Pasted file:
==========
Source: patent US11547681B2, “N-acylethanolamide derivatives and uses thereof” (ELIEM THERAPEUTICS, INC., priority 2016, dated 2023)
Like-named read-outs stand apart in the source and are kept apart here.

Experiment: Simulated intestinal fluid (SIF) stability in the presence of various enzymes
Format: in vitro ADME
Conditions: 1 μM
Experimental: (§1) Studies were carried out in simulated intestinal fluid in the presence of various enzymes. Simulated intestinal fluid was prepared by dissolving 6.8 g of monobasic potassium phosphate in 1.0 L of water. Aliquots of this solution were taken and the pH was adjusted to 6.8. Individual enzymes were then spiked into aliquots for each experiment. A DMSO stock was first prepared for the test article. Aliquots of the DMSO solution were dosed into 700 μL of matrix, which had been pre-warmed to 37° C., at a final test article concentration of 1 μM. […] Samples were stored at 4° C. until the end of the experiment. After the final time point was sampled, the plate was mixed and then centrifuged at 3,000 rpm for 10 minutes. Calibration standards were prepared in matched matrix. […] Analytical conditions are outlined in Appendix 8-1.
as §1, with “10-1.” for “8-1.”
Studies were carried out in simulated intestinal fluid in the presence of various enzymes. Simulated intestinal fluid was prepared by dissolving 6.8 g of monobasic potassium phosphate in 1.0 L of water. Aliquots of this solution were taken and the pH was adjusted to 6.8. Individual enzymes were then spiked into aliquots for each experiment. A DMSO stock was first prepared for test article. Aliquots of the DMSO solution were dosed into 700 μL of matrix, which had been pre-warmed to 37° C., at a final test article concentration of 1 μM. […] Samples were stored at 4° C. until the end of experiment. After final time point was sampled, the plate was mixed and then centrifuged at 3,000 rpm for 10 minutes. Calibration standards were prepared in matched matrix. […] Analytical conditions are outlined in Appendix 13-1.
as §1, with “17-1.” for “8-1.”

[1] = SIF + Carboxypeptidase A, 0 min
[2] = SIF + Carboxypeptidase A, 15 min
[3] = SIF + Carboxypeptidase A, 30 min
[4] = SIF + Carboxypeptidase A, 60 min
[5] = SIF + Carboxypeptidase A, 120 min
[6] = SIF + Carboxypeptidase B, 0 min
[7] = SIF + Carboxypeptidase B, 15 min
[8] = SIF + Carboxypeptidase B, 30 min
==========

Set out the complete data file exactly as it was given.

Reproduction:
Source: patent US11547681B2, “N-acylethanolamide derivatives and uses thereof” (ELIEM THERAPEUTICS, INC., priority 2016, dated 2023)
Like-named read-outs stand apart in the source and are kept apart here.

Experiment: Simulated intestinal fluid (SIF) stability in the presence of various enzymes
Format: in vitro ADME
Conditions: 1 μM
Experimental: (§1) Studies were carried out in simulated intestinal fluid in the presence of various enzymes. Simulated intestinal fluid was prepared by dissolving 6.8 g of monobasic potassium phosphate in 1.0 L of water. Aliquots of this solution were taken and the pH was adjusted to 6.8. Individual enzymes were then spiked into aliquots for each experiment. A DMSO stock was first prepared for the test article. Aliquots of the DMSO solution were dosed into 700 μL of matrix, which had been pre-warmed to 37° C., at a final test article concentration of 1 μM. […] Samples were stored at 4° C. until the end of the experiment. After the final time point was sampled, the plate was mixed and then centrifuged at 3,000 rpm for 10 minutes. Calibration standards were prepared in matched matrix. […] Analytical conditions are outlined in Appendix 8-1.
as §1, with “10-1.” for “8-1.”
Studies were carried out in simulated intestinal fluid in the presence of various enzymes. Simulated intestinal fluid was prepared by dissolving 6.8 g of monobasic potassium phosphate in 1.0 L of water. Aliquots of this solution were taken and the pH was adjusted to 6.8. Individual enzymes were then spiked into aliquots for each experiment. A DMSO stock was first prepared for test article. Aliquots of the DMSO solution were dosed into 700 μL of matrix, which had been pre-warmed to 37° C., at a final test article concentration of 1 μM. […] Samples were stored at 4° C. until the end of experiment. After final time point was sampled, the plate was mixed and then centrifuged at 3,000 rpm for 10 minutes. Calibration standards were prepared in matched matrix. […] Analytical conditions are outlined in Appendix 13-1.
as §1, with “17-1.” for “8-1.”

[1] = SIF + Carboxypeptidase A, 0 min
[2] = SIF + Carboxypeptidase A, 15 min
[3] = SIF + Carboxypeptidase A, 30 min
[4] = SIF + Carboxypeptidase A, 60 min
[5] = SIF + Carboxypeptidase A, 120 min
[6] = SIF + Carboxypeptidase B, 0 min
[7] = SIF + Carboxypeptidase B, 15 min
[8] = SIF + Carboxypeptidase B, 30 min